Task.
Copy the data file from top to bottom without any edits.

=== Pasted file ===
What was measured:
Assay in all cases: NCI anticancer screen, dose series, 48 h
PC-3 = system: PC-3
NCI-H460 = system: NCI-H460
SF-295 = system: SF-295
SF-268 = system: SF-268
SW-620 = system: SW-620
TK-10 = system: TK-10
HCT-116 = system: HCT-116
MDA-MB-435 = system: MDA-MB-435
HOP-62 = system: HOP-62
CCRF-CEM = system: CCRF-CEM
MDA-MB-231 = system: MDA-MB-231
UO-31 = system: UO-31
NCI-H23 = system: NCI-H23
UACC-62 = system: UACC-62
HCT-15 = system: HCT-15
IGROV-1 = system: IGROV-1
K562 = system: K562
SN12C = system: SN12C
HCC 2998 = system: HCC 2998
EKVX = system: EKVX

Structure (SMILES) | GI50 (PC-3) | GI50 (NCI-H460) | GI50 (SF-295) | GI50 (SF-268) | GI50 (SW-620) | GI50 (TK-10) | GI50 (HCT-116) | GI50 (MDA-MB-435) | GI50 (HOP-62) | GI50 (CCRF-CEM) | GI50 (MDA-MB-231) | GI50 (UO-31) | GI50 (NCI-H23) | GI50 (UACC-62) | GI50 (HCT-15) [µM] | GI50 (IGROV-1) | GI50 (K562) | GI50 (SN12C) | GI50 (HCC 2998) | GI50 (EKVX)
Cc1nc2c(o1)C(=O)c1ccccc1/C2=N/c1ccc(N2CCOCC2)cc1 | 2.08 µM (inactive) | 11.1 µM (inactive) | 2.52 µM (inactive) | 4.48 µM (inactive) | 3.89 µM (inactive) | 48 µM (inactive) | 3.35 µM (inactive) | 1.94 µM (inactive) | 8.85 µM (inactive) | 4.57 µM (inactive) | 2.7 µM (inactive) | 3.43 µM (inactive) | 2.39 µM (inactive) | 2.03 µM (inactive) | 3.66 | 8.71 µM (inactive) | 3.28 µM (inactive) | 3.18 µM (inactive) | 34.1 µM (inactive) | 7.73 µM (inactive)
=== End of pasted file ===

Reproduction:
What was measured:
Assay in all cases: NCI anticancer screen, dose series, 48 h
PC-3 = system: PC-3
NCI-H460 = system: NCI-H460
SF-295 = system: SF-295
SF-268 = system: SF-268
SW-620 = system: SW-620
TK-10 = system: TK-10
HCT-116 = system: HCT-116
MDA-MB-435 = system: MDA-MB-435
HOP-62 = system: HOP-62
CCRF-CEM = system: CCRF-CEM
MDA-MB-231 = system: MDA-MB-231
UO-31 = system: UO-31
NCI-H23 = system: NCI-H23
UACC-62 = system: UACC-62
HCT-15 = system: HCT-15
IGROV-1 = system: IGROV-1
K562 = system: K562
SN12C = system: SN12C
HCC 2998 = system: HCC 2998
EKVX = system: EKVX

Structure (SMILES) | GI50 (PC-3) | GI50 (NCI-H460) | GI50 (SF-295) | GI50 (SF-268) | GI50 (SW-620) | GI50 (TK-10) | GI50 (HCT-116) | GI50 (MDA-MB-435) | GI50 (HOP-62) | GI50 (CCRF-CEM) | GI50 (MDA-MB-231) | GI50 (UO-31) | GI50 (NCI-H23) | GI50 (UACC-62) | GI50 (HCT-15) [µM] | GI50 (IGROV-1) | GI50 (K562) | GI50 (SN12C) | GI50 (HCC 2998) | GI50 (EKVX)
Cc1nc2c(o1)C(=O)c1ccccc1/C2=N/c1ccc(N2CCOCC2)cc1 | 2.08 µM (inactive) | 11.1 µM (inactive) | 2.52 µM (inactive) | 4.48 µM (inactive) | 3.89 µM (inactive) | 48 µM (inactive) | 3.35 µM (inactive) | 1.94 µM (inactive) | 8.85 µM (inactive) | 4.57 µM (inactive) | 2.7 µM (inactive) | 3.43 µM (inactive) | 2.39 µM (inactive) | 2.03 µM (inactive) | 3.66 | 8.71 µM (inactive) | 3.28 µM (inactive) | 3.18 µM (inactive) | 34.1 µM (inactive) | 7.73 µM (inactive)